Your life: Therapy can only help those who want help

Charlotte Lankard: When someone you love is acting in a way that is irrational and disrupting to your relationship, sometimes the wisest action you can take is to get help for yourself.
BY CHARLOTTE LANKARD Published: April 8, 2013

When someone you love is acting in a way that is irrational and disrupting to your relationship and also creating difficulties for themselves with other family members, friends and co-workers, a common response is to try and get that person into therapy.

When you suggest this to loved ones, their first response is typically to refuse, saying they are just fine.

Convincing otherwise

Then you may try other methods of getting them to agree to get help, such as manipulating, bribing, crying, pointing out their flaws, using logic and reasoning, begging, pleading and leaving self-help books around the house.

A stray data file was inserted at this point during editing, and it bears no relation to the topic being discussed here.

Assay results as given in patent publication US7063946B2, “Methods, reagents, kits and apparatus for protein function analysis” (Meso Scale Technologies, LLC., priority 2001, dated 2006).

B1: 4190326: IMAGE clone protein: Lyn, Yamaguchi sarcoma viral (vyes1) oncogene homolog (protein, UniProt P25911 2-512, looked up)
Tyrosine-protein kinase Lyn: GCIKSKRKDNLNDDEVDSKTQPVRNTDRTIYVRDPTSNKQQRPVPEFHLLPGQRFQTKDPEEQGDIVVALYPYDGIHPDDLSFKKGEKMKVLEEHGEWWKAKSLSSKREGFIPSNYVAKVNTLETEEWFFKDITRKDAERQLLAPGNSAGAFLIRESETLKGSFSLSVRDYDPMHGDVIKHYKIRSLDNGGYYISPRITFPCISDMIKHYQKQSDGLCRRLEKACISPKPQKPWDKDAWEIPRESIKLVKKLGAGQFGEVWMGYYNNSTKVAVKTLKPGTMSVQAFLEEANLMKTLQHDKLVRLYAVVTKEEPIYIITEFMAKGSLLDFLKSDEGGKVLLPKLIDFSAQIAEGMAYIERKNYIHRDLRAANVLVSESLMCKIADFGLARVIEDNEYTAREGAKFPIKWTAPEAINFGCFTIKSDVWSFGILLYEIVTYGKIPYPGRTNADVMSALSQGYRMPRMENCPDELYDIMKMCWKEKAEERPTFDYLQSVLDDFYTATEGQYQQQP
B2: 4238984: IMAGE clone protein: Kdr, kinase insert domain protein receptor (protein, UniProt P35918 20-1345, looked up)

In desperation, you may resort to an ultimatum, “You go to a therapist or I'm leaving you.”

While this may get your loved one into treatment, it is common for them to drop out, because even the best therapist cannot help someone who doesn't want help.

Who needs help?

What happens next is as predictable as the change of seasons.

They tell you they are fine, that you are the one who needs help.

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